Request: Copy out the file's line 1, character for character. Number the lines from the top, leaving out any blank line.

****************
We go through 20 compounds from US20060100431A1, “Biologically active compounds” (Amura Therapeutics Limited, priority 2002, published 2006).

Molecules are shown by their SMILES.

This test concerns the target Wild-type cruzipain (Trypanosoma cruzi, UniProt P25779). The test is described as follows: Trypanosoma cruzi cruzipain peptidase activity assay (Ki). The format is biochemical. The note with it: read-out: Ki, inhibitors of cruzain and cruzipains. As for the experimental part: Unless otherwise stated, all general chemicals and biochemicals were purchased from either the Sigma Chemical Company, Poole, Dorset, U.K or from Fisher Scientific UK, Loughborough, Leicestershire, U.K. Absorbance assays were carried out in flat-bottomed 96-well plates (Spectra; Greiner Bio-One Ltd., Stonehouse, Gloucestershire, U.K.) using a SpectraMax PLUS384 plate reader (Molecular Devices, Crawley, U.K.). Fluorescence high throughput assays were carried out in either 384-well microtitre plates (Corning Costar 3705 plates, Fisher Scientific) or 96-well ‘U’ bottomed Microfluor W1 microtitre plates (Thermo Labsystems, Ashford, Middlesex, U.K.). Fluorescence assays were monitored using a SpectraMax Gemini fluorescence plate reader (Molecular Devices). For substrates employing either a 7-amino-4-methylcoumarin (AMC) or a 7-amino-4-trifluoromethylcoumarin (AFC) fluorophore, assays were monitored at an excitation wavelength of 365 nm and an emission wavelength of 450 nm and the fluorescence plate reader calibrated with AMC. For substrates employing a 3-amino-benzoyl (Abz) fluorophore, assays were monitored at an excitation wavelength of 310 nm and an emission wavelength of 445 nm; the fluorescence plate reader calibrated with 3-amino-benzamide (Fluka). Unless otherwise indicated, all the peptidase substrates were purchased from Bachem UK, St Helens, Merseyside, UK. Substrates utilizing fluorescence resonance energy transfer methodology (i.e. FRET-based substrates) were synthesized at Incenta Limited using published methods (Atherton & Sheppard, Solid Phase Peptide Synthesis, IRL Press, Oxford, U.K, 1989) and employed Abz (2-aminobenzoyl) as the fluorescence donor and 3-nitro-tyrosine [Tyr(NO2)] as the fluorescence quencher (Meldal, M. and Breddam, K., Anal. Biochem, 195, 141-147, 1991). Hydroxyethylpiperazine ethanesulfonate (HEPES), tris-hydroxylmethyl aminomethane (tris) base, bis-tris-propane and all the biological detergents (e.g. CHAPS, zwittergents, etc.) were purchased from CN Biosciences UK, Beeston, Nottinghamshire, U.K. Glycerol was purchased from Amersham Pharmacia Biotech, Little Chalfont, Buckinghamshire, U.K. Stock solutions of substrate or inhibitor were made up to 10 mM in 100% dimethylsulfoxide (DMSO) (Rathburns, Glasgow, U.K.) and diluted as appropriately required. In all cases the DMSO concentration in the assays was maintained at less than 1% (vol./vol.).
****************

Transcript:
We go through 20 compounds from US20060100431A1, “Biologically active compounds” (Amura Therapeutics Limited, priority 2002, published 2006).